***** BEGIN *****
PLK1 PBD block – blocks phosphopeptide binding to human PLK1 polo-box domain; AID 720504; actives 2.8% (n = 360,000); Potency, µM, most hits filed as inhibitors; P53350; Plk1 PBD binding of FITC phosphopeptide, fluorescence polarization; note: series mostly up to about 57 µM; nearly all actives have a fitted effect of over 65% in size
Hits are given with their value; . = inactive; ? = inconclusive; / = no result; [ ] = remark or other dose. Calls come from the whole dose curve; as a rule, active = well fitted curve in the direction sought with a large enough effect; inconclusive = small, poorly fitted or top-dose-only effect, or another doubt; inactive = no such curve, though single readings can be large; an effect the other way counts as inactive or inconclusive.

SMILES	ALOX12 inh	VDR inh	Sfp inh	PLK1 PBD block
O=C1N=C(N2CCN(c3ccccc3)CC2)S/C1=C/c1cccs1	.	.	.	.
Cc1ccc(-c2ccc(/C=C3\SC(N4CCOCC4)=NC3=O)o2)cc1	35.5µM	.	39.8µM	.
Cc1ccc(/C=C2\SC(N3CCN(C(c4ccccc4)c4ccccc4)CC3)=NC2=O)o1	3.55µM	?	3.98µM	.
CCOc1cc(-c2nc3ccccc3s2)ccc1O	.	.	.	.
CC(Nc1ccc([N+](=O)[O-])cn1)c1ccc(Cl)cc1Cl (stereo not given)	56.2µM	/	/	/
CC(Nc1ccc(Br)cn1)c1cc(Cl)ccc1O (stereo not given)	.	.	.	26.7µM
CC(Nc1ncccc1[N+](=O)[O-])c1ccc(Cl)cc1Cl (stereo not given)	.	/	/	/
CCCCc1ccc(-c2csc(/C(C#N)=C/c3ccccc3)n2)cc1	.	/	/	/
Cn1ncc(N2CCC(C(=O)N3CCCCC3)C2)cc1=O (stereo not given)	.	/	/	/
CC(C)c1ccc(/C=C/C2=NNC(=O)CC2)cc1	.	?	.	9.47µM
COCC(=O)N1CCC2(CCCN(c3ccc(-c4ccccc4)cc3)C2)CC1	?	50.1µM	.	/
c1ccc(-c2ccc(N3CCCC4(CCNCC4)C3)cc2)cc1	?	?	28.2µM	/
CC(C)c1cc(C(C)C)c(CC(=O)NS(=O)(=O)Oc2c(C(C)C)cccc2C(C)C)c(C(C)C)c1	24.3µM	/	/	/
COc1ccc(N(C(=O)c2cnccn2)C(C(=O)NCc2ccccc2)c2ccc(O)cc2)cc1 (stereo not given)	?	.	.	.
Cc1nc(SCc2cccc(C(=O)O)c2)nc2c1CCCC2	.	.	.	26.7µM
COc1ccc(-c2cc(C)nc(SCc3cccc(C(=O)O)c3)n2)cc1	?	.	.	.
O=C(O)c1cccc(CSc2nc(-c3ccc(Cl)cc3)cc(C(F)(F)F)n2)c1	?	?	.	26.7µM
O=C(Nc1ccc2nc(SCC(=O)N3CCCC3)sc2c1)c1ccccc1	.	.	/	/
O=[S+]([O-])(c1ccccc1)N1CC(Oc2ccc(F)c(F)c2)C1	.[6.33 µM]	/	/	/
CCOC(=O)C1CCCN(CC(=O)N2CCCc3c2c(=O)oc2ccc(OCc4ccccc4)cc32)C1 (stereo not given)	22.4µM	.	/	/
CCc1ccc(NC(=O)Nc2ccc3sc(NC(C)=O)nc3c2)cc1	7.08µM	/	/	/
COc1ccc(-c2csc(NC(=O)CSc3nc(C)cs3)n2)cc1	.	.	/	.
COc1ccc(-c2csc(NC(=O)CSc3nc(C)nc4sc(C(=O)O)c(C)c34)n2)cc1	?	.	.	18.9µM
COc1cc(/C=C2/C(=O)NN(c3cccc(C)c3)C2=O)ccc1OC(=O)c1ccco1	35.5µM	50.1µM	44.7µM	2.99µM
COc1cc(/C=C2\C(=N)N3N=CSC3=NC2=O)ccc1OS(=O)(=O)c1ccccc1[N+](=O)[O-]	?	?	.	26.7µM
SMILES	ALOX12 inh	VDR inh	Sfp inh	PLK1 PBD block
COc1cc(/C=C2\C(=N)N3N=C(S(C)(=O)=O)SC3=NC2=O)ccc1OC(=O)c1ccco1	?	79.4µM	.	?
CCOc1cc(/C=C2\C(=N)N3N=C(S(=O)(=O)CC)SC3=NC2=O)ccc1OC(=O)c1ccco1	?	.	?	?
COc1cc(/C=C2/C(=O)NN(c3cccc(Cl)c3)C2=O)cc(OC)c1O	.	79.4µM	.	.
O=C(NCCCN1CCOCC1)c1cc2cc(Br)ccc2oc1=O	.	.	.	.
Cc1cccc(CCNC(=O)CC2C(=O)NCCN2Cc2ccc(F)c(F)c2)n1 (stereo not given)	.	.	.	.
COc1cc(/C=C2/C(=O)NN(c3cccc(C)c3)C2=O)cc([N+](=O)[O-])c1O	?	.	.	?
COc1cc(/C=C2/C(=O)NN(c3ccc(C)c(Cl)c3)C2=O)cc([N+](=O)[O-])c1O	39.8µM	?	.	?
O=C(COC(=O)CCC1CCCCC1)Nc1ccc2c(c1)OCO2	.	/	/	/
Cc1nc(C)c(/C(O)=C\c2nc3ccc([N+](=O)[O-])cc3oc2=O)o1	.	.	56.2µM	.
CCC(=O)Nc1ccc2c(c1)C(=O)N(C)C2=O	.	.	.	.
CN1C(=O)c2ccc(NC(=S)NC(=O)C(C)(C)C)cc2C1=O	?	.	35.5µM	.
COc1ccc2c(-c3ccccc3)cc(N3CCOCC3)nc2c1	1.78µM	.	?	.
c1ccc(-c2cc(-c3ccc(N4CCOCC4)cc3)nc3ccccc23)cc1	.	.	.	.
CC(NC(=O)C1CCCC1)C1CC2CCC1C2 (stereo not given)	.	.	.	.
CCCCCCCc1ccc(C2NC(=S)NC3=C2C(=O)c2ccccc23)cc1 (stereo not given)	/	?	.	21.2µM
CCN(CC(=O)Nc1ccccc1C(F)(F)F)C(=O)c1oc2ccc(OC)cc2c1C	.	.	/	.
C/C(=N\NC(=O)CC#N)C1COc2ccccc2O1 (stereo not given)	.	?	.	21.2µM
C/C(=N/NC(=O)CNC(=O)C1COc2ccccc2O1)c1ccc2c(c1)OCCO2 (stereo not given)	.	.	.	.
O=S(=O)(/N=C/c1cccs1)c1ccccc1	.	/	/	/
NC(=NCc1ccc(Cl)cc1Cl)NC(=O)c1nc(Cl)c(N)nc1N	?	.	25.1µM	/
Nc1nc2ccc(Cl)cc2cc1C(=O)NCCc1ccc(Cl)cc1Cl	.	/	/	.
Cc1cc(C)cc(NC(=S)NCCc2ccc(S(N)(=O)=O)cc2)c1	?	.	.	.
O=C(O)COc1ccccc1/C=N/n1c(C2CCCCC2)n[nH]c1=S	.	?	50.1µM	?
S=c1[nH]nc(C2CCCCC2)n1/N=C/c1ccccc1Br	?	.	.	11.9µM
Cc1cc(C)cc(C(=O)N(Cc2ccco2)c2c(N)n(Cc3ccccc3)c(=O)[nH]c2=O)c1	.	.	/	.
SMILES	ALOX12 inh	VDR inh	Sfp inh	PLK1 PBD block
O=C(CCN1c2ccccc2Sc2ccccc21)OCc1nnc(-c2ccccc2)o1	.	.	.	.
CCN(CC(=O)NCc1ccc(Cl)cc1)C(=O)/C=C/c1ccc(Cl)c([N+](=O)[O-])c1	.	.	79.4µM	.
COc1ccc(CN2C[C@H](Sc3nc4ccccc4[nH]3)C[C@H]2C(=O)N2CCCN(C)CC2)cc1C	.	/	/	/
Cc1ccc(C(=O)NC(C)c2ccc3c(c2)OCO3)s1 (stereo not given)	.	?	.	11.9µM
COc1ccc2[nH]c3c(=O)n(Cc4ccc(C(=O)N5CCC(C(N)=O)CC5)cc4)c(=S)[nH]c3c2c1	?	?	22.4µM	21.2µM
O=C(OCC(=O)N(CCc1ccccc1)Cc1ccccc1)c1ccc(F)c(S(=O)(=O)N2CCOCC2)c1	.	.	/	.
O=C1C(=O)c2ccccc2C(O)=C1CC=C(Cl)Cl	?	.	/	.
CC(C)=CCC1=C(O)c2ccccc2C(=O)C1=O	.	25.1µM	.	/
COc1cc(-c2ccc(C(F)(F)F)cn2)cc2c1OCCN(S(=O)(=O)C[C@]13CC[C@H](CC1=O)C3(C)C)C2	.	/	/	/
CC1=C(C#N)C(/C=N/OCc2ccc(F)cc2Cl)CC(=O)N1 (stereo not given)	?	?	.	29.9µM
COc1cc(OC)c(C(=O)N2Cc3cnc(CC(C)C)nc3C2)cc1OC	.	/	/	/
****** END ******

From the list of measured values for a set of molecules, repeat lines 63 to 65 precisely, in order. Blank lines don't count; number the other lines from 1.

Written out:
CC(C)=CCC1=C(O)c2ccccc2C(=O)C1=O	.	25.1µM	.	/
COc1cc(-c2ccc(C(F)(F)F)cn2)cc2c1OCCN(S(=O)(=O)C[C@]13CC[C@H](CC1=O)C3(C)C)C2	.	/	/	/
CC1=C(C#N)C(/C=N/OCc2ccc(F)cc2Cl)CC(=O)N1 (stereo not given)	?	?	.	29.9µM